Running is something we’ve all done at one time or another, whether you’re just starting out or have many seasons of triathlon under your belt. You learn to walk during your earliest years and you’re running soon after that. So, unlike cycling or swimming, it’s a basic skill we all learn from a very early age. By Annie Emmerson.
The run is the easiest triathlon discipline to prepare for, as it requires the least amount of effort to undertake. You don’t have to travel to a pool or battle to find a free lane and you don’t have to worry about punctures, traffic and riding on slippery roads in poor conditions. You can run in just about all weathers and it’s as easy as stepping out your front door.
That said, everyone is different and some people will find running easier than others. But with the right knowledge, tools and advice you’ll be able to produce your best triathlon run ever, whether you’re a beginner or have been in the game for years.
There are a couple of serious issues concerning your training that, as a woman, you have to take into consideration more seriously than men – your safety being the principal one.
There’s nothing better than running alone through some beautiful parkland on a bright, sunny morning but what happens on dark nights when you still need to get out and train? Triathlon and/or running clubs are really useful at times like this, as you’ll get to meet up with other like-minded people to go running with. The benefit of training with others, apart from it being safer, is that it will inevitably improve your running. You’ll be less likely to plod around at the same pace, a trap people often fall into when they train alone.
If you don’t have any option but to train on your own, take precautions. If you do have to run alone always run in places you’re familiar with. If you’re lucky enough to have woods and trails near you, try and run at times of the days when you know other people will be out too. And don’t always run in the same place at the same time.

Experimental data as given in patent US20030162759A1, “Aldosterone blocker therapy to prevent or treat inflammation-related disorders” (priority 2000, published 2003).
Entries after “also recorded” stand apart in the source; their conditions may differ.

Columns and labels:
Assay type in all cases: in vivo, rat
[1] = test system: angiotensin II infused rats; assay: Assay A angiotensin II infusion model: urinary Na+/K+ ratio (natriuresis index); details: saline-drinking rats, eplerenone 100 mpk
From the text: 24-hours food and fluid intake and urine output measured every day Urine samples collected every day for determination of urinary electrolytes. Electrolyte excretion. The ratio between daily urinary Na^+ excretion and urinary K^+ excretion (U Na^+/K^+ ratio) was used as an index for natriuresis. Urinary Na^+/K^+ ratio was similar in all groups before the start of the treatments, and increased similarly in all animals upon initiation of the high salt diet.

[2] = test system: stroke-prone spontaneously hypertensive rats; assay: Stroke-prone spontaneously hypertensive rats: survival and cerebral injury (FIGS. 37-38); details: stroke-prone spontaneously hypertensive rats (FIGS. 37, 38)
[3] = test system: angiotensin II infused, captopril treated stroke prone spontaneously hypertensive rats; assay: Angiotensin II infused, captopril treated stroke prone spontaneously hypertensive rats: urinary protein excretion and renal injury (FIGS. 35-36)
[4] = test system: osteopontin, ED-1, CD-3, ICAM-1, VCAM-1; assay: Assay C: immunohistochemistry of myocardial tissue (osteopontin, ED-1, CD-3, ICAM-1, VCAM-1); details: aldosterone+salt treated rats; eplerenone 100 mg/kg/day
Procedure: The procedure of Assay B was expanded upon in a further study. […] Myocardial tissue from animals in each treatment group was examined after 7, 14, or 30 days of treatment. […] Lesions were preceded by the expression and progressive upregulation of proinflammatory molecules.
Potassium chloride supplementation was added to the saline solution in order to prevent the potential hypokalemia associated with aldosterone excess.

This may all sound a bit too serious, but it’s something you should consider as a female runner. The name of the game is to enjoy your running – be as free as possible but avoid putting yourself in a vulnerable situation.
There are a few things to take into consideration when you’re trying to fit hard training around the other things in your hectic life. Depending on your age, it’s important to keep an eye on your iron intake. So make sure you’re consuming plenty of iron-rich food. You’ll become tired and lethargic, and your training will suffer if your iron levels deplete too much. Plenty of calcium and fish oils are also important to keep your bones and joints strong.
Clothing and footwear aren’t as straightforward as you might think. Finding the correct shoes is definitely rule number one. The wrong shoes can cause numerous problems including blisters and injuries. Sometimes injuries are unavoidable but, with the right shoes, many are preventable.
Find a good sports shop. These days most specialist running stores have a treadmill where your biomechanics can be checked to make sure you’re running in the right shoe to suit your needs. Beware: running shoes don’t last forever. Keep an eye on the tread on the bottom of the shoe. Once it starts to look worn, it’s definitely time for a new pair. This also helps ensure you don’t develop any unnecessary injuries.